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Impact of Laminitis on the Canonical Wnt Signaling Pathway in Basal Epithelial Cells of the Equine Digital Laminae

  • Le Wang,

    Affiliation Department of Veterinary and Animal Sciences, University of Massachusetts, Amherst, Massachusetts, United States of America

  • Erica A. Pawlak,

    Affiliation Department of Veterinary and Animal Sciences, University of Massachusetts, Amherst, Massachusetts, United States of America

  • Philip J. Johnson,

    Affiliation The University of Missouri College of Veterinary Medicine, Columbia, Missouri, United States of America

  • James K. Belknap,

    Affiliation The Ohio State University College of Veterinary Medicine, Columbus, Ohio, United States of America

  • Susan Eades,

    Affiliation The Louisiana State School of Veterinary Medicine, Baton Rouge, Louisiana, United States of America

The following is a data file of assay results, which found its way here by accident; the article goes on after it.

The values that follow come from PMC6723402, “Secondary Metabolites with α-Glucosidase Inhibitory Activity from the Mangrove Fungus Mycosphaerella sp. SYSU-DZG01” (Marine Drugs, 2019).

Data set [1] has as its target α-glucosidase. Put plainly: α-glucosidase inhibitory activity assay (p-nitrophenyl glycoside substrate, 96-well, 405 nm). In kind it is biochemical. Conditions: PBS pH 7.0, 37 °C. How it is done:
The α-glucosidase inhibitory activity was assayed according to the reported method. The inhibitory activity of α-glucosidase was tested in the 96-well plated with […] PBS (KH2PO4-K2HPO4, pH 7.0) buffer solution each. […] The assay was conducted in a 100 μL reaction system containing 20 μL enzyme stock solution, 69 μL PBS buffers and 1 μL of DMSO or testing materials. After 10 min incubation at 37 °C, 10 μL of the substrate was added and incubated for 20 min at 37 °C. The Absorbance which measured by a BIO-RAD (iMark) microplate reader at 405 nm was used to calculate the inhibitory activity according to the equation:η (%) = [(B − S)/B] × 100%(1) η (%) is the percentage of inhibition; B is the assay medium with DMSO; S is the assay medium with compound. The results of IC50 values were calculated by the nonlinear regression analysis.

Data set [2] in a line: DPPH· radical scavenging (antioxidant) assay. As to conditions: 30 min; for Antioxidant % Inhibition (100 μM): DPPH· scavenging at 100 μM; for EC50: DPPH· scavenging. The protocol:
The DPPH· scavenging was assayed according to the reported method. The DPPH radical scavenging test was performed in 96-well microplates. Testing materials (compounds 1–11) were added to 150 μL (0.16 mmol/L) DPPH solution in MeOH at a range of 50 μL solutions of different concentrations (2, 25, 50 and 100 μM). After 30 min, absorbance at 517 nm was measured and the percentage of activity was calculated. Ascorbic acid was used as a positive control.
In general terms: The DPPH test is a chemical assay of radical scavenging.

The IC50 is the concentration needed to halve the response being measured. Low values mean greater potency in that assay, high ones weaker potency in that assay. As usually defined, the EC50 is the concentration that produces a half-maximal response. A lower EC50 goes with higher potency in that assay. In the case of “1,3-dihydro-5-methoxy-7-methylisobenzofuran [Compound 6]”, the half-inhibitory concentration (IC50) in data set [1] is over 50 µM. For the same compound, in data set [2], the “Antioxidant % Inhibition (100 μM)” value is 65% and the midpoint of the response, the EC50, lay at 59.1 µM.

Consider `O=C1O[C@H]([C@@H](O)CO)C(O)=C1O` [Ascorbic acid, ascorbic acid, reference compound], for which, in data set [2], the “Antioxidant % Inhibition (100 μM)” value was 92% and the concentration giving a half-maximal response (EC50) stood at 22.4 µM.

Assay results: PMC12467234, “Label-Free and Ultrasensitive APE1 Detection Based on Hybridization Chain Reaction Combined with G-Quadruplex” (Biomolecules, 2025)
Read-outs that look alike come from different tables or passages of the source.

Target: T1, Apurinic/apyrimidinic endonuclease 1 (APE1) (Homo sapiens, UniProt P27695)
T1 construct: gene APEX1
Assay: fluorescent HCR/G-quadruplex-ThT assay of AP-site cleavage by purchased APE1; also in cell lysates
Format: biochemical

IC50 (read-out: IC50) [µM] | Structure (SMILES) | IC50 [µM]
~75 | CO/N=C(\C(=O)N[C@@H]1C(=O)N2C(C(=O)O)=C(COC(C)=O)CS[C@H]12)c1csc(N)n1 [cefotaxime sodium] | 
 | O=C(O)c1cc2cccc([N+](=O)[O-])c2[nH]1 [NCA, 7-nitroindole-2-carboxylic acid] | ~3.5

• Sharon Stack,

    Affiliation The University of Notre Dame, Notre Dame, Indiana, United States of America

  • Helene Cousin,

    Affiliation Department of Veterinary and Animal Sciences, University of Massachusetts, Amherst, Massachusetts, United States of America

  • Samuel J. Black

    sblack@vasci.umass.edu

    Affiliation Department of Veterinary and Animal Sciences, University of Massachusetts, Amherst, Massachusetts, United States of America

Impact of Laminitis on the Canonical Wnt Signaling Pathway in Basal Epithelial Cells of the Equine Digital Laminae

  • Le Wang, 
  • Erica A. Pawlak, 
  • Philip J. Johnson, 
  • James K. Belknap, 
  • Susan Eades, 
  • Sharon Stack, 
  • Helene Cousin, 
  • Samuel J. Black
PLOS
x

Abstract